John Wilson has little time for people who don't see the genius at work in so-called "light music".
Disciplined it might be, but military music is awful. Luckily, there's greater depth to this season than a first glance suggests.
Two of the standout London productions of this year are the scorching version of The Crucible at the Old Vic and the Young Vic’s brilliant rethinking of A View from the Bridge.
Bob Stanley takes a look at long-overdue rereleases for Crosby, Stills, Nash & Young and Frankie Valli and the Four Seasons.
Ireland is currently split between people who are mortally embarrassed by the cancellation farrago and those who declare it to be of the utmost importance. What is it with the Irish and country music?
As once estranged Libertines frontmen passionately reunite, they highlight the dearth of stormy musical partnerships in today’s music.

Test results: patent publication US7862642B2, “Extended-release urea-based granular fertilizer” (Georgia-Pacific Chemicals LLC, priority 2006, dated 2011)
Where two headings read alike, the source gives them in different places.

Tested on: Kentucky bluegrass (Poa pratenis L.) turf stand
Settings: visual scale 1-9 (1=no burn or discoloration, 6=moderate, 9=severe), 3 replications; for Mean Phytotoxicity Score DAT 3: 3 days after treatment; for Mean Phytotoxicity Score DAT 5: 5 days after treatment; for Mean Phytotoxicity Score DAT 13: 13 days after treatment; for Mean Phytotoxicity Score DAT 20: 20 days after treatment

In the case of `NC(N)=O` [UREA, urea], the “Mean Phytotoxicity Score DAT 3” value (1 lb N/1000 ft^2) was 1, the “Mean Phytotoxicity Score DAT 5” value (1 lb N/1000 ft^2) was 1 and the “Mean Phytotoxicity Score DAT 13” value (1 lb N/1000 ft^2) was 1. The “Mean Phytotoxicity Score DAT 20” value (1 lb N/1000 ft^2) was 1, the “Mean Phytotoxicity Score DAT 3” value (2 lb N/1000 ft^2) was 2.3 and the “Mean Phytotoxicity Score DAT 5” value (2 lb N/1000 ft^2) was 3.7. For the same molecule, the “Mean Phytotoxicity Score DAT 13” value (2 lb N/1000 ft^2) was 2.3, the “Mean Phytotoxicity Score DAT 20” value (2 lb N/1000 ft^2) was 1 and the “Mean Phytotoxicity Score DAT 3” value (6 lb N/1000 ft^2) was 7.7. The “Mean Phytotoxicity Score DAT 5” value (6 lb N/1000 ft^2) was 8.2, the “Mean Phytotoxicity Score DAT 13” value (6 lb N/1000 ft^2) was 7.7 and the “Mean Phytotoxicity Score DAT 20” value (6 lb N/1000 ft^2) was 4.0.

New research suggests we are defined by the political events we experience between 14 and 24. But they may only shape us so much – voters appear to drift to the right over time.
It's a case of knee jerk by proxy, says Nicholas Lezard.
The Manic Street Preachers talk to Dorian Lynskey about meeting Castro, losing faith in politics and why Europe is a “unified art movement”.
So-called “seasoned theatregoers” have complained about the audience clapping during Martin Freeman’s West End appearance as Richard III, in what is nothing more than a display of blatant snobbery.
While it’s generous and sensible to give the fans what they want, the familiarity of the material starts to feel weird.
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